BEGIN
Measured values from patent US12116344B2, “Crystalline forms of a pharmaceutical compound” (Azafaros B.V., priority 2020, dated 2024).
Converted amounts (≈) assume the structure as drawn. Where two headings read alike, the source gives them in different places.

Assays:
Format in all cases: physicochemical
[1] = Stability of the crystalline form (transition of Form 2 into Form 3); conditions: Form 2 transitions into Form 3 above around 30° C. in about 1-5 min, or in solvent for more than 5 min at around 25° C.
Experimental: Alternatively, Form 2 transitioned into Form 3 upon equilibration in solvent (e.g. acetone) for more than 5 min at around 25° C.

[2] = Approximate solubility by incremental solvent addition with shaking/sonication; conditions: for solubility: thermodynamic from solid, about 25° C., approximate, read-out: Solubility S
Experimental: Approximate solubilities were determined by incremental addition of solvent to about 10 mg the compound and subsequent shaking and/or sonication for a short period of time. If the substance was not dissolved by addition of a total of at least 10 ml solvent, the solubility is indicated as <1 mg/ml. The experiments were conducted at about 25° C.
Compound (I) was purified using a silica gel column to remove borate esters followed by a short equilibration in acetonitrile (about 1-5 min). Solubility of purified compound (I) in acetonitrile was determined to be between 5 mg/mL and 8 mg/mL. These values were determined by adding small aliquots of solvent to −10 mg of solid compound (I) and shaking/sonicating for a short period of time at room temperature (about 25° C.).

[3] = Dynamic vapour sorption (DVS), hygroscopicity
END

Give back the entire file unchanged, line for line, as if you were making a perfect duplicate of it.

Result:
Measured values from patent US12116344B2, “Crystalline forms of a pharmaceutical compound” (Azafaros B.V., priority 2020, dated 2024).
Converted amounts (≈) assume the structure as drawn. Where two headings read alike, the source gives them in different places.

Assays:
Format in all cases: physicochemical
[1] = Stability of the crystalline form (transition of Form 2 into Form 3); conditions: Form 2 transitions into Form 3 above around 30° C. in about 1-5 min, or in solvent for more than 5 min at around 25° C.
Experimental: Alternatively, Form 2 transitioned into Form 3 upon equilibration in solvent (e.g. acetone) for more than 5 min at around 25° C.

[2] = Approximate solubility by incremental solvent addition with shaking/sonication; conditions: for solubility: thermodynamic from solid, about 25° C., approximate, read-out: Solubility S
Experimental: Approximate solubilities were determined by incremental addition of solvent to about 10 mg the compound and subsequent shaking and/or sonication for a short period of time. If the substance was not dissolved by addition of a total of at least 10 ml solvent, the solubility is indicated as <1 mg/ml. The experiments were conducted at about 25° C.
Compound (I) was purified using a silica gel column to remove borate esters followed by a short equilibration in acetonitrile (about 1-5 min). Solubility of purified compound (I) in acetonitrile was determined to be between 5 mg/mL and 8 mg/mL. These values were determined by adding small aliquots of solvent to −10 mg of solid compound (I) and shaking/sonicating for a short period of time at room temperature (about 25° C.).

[3] = Dynamic vapour sorption (DVS), hygroscopicity